Five Years at the Movies

11 Jun 2018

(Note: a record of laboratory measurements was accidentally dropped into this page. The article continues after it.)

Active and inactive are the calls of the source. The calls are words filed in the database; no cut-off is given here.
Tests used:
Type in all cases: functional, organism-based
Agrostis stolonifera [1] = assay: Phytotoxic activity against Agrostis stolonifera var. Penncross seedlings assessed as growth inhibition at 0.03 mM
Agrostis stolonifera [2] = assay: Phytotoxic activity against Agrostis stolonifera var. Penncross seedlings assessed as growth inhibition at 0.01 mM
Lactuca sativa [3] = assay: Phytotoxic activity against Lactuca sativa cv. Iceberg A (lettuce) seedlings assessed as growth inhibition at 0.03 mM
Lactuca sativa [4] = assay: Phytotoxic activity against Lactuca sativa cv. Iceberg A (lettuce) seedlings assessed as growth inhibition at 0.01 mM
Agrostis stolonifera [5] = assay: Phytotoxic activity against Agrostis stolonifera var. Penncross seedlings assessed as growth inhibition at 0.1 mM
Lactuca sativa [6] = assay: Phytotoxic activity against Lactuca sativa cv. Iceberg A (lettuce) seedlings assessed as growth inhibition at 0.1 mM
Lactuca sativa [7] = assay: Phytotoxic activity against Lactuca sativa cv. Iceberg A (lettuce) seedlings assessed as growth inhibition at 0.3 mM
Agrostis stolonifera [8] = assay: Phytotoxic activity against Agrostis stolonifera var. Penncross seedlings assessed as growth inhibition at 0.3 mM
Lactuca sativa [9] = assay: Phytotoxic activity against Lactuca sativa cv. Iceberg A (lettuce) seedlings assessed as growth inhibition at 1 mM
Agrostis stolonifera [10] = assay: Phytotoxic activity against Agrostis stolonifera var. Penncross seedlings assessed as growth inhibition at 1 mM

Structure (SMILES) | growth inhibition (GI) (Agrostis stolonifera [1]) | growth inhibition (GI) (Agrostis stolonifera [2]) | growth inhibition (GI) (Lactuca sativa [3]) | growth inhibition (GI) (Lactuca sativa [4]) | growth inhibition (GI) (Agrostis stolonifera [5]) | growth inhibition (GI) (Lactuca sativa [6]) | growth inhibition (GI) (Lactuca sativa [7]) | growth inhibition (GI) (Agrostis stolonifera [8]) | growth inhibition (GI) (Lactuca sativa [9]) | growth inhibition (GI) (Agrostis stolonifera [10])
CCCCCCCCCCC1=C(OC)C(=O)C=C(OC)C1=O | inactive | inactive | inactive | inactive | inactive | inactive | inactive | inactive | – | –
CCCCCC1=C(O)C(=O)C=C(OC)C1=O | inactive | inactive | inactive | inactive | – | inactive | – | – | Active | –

GAIA is an astrometric satellite which has been approved by the European Space Agency for launch in about 2010. It will measure the angles between objects in fields that are separated on the sky by about a radian. Data will stream continuously at 1 Mbps from GAIA's three telescopes, providing information on the positions and velocities of the billion or more astrophysical objects brighter than 20th magnitude. The motion of objects across the sky caused by their space motion and their parallactic motion, and the variability of objects in 15 wavebands, will be measured because each object is observed at least 150 times during the 5 year mission lifetime. From the raw time series, a three-dimensional movie of the motions of stars in the Galaxy will be synthesized. The alert despatcher in the GAIA mission will provide forewarning of many kinds of bursting and variable phenomena. We discuss two applications of the GAIA movie show in detail here. First, the astrometric microlensing signal will allow us to take a complete inventory of all objects -- no matter how dark -- in the solar neighbourhood. Second, the catalogue of supernovae detections will be the largest ever taken. It will provide opportunities both for follow-ups in other wavebands and numerous examples of scarce phenomena (like subluminous SNe).